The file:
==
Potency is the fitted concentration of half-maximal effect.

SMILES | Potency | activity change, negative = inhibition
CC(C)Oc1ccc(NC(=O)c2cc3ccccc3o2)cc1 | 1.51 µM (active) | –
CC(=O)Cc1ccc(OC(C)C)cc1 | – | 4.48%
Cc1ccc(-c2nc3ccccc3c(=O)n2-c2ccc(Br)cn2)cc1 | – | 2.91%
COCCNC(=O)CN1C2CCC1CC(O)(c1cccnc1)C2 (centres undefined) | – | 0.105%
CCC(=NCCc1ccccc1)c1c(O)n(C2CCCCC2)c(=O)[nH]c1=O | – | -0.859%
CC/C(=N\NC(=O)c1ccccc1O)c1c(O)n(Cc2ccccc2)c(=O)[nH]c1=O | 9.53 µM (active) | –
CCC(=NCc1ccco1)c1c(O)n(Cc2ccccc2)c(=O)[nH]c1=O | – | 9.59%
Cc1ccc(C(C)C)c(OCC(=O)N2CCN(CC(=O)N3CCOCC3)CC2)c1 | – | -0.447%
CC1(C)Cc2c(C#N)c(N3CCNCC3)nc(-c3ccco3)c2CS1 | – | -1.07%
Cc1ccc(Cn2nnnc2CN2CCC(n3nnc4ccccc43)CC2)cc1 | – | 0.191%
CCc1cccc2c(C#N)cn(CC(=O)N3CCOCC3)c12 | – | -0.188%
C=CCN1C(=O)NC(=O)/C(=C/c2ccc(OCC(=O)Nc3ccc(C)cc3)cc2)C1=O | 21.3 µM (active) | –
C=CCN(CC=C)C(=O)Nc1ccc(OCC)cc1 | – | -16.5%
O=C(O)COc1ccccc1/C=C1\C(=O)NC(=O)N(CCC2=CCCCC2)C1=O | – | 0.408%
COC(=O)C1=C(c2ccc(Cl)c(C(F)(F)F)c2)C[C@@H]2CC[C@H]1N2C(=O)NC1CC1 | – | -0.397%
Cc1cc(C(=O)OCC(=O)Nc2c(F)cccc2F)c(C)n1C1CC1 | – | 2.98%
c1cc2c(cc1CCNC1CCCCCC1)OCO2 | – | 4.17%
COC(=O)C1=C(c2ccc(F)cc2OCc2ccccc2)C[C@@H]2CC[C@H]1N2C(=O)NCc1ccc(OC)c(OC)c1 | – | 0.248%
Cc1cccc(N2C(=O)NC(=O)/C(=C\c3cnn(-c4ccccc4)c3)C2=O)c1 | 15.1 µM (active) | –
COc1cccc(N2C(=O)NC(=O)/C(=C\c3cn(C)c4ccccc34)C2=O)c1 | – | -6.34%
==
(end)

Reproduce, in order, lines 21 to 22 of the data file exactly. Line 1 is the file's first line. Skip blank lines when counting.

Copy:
Cc1cccc(N2C(=O)NC(=O)/C(=C\c3cnn(-c4ccccc4)c3)C2=O)c1 | 15.1 µM (active) | –
COc1cccc(N2C(=O)NC(=O)/C(=C\c3cn(C)c4ccccc34)C2=O)c1 | – | -6.34%